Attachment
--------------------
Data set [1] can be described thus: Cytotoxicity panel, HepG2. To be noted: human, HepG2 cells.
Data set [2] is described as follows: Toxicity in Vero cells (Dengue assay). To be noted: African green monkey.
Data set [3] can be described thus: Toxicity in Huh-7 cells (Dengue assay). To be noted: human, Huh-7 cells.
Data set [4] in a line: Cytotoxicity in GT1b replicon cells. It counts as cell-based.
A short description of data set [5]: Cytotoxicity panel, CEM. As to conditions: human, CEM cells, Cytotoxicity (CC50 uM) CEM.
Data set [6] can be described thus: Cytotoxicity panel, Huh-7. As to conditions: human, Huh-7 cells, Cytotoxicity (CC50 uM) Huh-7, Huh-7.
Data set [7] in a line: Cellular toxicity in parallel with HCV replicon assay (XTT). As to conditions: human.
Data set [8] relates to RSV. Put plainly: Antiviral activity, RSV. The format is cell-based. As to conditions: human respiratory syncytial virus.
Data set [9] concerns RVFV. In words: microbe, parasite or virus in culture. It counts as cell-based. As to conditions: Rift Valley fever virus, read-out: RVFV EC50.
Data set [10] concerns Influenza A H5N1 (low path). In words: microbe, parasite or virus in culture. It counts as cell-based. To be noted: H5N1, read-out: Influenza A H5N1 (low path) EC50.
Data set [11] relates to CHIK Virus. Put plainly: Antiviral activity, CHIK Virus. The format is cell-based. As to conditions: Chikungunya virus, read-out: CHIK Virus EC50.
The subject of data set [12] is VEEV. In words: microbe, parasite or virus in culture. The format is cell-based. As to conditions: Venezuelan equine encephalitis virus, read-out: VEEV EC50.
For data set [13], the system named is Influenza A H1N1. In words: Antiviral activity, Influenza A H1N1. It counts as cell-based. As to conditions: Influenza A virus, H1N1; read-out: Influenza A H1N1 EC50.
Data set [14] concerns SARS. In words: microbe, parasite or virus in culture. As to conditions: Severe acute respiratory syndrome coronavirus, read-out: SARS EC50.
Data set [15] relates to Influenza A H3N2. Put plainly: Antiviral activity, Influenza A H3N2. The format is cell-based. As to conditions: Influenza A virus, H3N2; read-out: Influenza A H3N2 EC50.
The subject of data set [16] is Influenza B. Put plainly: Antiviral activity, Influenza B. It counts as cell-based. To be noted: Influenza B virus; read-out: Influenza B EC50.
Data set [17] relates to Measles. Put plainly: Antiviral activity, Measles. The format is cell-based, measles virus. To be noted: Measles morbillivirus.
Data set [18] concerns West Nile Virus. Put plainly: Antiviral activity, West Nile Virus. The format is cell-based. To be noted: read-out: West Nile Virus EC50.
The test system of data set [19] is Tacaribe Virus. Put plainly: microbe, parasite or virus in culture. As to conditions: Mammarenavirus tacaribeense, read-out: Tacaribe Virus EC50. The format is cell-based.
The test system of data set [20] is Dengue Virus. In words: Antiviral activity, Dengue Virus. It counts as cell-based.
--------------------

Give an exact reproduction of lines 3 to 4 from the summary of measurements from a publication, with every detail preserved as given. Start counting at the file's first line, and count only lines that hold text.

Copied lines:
Data set [3] can be described thus: Toxicity in Huh-7 cells (Dengue assay). To be noted: human, Huh-7 cells.
Data set [4] in a line: Cytotoxicity in GT1b replicon cells. It counts as cell-based.